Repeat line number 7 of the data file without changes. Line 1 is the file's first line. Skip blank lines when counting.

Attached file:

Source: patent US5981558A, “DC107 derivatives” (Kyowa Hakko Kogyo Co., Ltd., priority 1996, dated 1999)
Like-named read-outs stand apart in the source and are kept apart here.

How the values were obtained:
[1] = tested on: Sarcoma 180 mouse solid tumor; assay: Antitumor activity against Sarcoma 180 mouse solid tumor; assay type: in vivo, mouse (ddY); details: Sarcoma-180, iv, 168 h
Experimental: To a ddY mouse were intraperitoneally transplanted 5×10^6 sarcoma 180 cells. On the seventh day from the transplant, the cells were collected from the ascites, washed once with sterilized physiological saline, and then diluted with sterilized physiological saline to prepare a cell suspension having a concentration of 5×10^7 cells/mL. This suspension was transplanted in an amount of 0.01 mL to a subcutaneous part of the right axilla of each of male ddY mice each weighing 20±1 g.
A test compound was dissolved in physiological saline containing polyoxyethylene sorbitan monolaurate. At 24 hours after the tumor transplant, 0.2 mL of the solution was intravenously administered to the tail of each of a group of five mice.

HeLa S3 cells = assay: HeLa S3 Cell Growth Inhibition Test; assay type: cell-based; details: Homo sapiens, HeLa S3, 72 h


HeLa S3 cells = assay: HeLa S3 Cell Growth Inhibition Test; assay type: cell-based; details: Homo sapiens, HeLa S3, 72 h